Hi @sangcho , just see this thread.
As a BI company, we build many ETL to serve the data warehouse.
I had a chance to experience most libraries out there, let me list some:
Airflow: The first to think of, but it’s too heavy… and it doesn’t have a native executor. The best executor choice here is Celery which I don’t like, I’ll tell you later why.
Celery: The most popular worker I think. It’s superb to execute parallel tasks, but it’s bad when it comes to concurrent tasks (which are the major of ETL jobs).
Celery does have greenlet workers, but still not my choice anyway. First, those greenlet workers are buggy, you can’t call external commands (such as shutdown, restart…).
Second, greenlet doesn’t return the result of the job in an async style (first done first return)
Third, greenlet doesn’t work with async functions. So for calling apis, you can’t use aiohttp but requests instead. The greenlet will try to monkeypatch the normal function to async one… But you can’t control, you are not aware whether a function is able to be patched or not… so not a solid choice…
Faust: this one is great, use kafka, it’s perfect for async tasks… again it uses single core…
In case of Celery, I can create a prefork worker and a greenlet worker and pass tasks around… sound a little bit stupid but still work haha… In case of Faust I can’t, there is no parallel worker option…
What if I have a computer with 16 cores, should I start 16 instances of concurrent worker? How can I manage their health? A Cluster Manager is important which is not available.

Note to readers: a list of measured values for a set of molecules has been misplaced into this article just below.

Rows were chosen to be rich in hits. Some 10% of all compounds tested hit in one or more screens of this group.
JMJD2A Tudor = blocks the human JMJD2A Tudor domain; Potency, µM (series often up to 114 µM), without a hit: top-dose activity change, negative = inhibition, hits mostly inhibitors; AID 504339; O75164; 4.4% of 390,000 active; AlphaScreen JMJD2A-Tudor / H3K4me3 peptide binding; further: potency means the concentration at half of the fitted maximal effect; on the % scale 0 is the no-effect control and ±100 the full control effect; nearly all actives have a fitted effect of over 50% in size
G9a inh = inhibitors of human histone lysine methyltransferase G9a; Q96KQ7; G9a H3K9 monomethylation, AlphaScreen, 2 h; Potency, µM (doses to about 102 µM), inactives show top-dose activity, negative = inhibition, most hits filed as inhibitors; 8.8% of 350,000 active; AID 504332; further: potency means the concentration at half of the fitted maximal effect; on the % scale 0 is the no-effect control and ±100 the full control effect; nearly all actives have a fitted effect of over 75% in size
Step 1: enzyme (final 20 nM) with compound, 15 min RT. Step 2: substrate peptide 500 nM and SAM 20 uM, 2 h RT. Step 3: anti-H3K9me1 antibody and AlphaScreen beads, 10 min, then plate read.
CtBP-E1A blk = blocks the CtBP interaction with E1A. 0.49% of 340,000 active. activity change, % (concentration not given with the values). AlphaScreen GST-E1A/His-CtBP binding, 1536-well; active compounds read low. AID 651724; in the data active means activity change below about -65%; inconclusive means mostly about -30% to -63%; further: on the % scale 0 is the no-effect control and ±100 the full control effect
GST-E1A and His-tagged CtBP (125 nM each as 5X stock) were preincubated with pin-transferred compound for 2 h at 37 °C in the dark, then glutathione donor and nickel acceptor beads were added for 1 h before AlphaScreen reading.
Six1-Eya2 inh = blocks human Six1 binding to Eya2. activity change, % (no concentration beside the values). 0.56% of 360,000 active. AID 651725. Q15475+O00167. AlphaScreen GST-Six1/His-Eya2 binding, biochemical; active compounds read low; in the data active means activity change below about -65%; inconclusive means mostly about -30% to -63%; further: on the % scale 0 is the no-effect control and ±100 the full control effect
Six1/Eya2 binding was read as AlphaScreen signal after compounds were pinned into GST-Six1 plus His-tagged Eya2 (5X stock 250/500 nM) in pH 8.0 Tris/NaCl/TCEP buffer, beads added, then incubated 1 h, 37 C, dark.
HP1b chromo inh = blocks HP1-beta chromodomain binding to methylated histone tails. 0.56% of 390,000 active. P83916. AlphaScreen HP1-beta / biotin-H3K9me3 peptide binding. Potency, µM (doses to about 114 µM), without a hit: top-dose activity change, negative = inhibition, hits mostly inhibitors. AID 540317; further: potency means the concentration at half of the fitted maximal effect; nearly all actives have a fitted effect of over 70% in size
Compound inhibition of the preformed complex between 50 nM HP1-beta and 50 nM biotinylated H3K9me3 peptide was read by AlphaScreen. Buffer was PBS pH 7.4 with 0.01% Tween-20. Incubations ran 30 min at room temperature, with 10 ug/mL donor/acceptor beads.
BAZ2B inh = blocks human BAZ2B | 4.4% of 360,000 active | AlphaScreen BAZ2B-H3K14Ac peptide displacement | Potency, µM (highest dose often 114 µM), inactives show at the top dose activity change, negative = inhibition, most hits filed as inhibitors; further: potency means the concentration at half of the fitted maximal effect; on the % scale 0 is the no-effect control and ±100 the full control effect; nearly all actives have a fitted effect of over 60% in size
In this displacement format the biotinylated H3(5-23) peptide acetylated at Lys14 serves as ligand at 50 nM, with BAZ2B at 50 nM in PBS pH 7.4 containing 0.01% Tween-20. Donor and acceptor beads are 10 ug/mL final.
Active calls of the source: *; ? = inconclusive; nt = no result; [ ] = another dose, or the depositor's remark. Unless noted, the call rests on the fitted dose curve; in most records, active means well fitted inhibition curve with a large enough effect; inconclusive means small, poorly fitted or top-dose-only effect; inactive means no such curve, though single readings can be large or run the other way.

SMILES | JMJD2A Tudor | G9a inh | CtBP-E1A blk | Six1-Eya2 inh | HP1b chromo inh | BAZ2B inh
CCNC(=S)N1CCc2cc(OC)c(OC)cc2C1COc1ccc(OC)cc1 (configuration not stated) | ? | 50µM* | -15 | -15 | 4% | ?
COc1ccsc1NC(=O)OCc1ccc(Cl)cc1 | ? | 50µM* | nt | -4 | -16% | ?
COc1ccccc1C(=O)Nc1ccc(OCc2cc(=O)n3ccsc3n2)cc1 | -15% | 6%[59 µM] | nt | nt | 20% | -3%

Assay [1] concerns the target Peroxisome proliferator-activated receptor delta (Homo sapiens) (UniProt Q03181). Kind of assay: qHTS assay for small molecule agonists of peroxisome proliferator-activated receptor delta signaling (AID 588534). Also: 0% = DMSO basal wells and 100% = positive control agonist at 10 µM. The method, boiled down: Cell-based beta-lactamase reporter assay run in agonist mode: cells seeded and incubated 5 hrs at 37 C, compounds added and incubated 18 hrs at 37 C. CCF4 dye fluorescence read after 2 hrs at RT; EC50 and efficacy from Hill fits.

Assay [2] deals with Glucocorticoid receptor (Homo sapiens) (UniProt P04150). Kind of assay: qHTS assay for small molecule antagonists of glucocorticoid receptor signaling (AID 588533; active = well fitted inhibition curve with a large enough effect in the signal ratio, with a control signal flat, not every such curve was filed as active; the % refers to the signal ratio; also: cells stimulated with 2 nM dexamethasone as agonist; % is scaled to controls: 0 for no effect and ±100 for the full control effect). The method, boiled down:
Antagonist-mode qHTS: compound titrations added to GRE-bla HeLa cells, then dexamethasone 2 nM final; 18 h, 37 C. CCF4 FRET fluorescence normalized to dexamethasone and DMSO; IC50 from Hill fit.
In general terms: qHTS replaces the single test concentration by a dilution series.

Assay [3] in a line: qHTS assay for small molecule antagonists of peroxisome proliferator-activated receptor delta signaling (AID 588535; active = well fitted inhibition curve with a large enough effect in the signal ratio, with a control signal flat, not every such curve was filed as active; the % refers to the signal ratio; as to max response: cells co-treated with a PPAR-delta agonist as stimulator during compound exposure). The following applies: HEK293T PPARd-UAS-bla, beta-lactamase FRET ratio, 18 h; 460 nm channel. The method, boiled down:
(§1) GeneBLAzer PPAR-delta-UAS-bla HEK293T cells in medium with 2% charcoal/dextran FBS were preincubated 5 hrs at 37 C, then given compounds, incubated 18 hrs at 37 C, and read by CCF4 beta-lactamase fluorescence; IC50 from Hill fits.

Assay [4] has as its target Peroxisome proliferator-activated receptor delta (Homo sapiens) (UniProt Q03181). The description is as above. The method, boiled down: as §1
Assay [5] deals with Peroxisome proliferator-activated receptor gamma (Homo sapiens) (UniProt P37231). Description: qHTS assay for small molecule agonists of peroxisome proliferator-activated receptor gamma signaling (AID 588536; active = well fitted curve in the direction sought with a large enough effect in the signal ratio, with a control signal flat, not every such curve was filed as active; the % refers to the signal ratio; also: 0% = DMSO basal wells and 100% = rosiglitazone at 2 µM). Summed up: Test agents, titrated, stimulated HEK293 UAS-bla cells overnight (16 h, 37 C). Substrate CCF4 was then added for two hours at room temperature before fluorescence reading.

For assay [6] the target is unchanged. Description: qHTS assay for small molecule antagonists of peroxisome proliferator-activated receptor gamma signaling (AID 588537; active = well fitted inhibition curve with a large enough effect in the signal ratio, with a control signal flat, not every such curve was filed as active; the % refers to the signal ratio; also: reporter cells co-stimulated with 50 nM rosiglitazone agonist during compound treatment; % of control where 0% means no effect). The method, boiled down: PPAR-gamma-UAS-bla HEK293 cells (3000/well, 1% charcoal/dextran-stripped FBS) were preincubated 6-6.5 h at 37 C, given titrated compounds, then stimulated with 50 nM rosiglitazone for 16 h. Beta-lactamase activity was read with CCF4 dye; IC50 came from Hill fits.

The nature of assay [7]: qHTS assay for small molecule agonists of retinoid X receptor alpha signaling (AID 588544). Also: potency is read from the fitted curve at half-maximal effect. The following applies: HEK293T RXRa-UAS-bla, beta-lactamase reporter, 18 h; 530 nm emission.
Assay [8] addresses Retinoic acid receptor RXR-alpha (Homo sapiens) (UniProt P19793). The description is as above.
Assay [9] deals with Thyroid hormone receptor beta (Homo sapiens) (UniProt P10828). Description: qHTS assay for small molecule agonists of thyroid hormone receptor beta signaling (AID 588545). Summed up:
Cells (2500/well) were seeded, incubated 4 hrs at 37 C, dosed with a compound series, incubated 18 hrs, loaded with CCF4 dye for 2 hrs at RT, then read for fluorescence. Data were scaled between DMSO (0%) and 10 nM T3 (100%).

Kafka is a bit heavy too( Kafka+zookeeper eat ~1gb ram on average, while rabbitmq ~100mb and Redis ~ 10mb)
Arq: very promising but not so many stars… I’m not confident enough to use it in our production work.
Back to RAY. What I really like:
- Super lightweight and easy to config. A don’t need another Container for the message queue. I believe you guys do use queues(Redis?) to pass the message around actors, but the end-user is care-free of that => good point.
- The flexibility to swap between async/normal tasks. I shared my pain above… with Ray, you just need to add the async function in the actor. The result can be either ray.get or await => so this feature is really a dream to me.
- I’m a fan of reactive programming, so I love actors, I love Akka… Although Ray actor is not as fully featured as Akka, using Python is a strong advantage (in term of integration and HR)
- One of the most complete RPC I’ve ever seen in Python. With all other frameworks above, you need to define the functions in advance on the host… Ray helps me to separate the development process and the worker server.
- … some more that I don’t remember lol